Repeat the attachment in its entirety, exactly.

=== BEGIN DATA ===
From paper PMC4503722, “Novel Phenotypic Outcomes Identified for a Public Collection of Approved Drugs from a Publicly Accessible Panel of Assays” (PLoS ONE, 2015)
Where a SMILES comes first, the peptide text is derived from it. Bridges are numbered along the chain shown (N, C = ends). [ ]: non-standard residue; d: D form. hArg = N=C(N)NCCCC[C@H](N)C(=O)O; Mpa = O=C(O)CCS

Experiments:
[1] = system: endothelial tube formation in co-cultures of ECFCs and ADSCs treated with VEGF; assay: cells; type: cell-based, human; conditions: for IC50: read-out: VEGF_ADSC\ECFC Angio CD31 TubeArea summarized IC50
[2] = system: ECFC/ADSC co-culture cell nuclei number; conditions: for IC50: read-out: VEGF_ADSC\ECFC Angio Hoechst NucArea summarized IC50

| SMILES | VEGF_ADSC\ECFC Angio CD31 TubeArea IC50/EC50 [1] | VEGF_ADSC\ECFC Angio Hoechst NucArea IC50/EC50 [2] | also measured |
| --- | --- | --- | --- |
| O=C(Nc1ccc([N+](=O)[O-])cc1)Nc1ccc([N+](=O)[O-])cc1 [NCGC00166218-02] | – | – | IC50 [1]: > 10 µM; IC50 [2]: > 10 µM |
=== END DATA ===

From paper PMC4503722, “Novel Phenotypic Outcomes Identified for a Public Collection of Approved Drugs from a Publicly Accessible Panel of Assays” (PLoS ONE, 2015)
Where a SMILES comes first, the peptide text is derived from it. Bridges are numbered along the chain shown (N, C = ends). [ ]: non-standard residue; d: D form. hArg = N=C(N)NCCCC[C@H](N)C(=O)O; Mpa = O=C(O)CCS

Experiments:
[1] = system: endothelial tube formation in co-cultures of ECFCs and ADSCs treated with VEGF; assay: cells; type: cell-based, human; conditions: for IC50: read-out: VEGF_ADSC\ECFC Angio CD31 TubeArea summarized IC50
[2] = system: ECFC/ADSC co-culture cell nuclei number; conditions: for IC50: read-out: VEGF_ADSC\ECFC Angio Hoechst NucArea summarized IC50

| SMILES | VEGF_ADSC\ECFC Angio CD31 TubeArea IC50/EC50 [1] | VEGF_ADSC\ECFC Angio Hoechst NucArea IC50/EC50 [2] | also measured |
| --- | --- | --- | --- |
| O=C(Nc1ccc([N+](=O)[O-])cc1)Nc1ccc([N+](=O)[O-])cc1 [NCGC00166218-02] | – | – | IC50 [1]: > 10 µM; IC50 [2]: > 10 µM |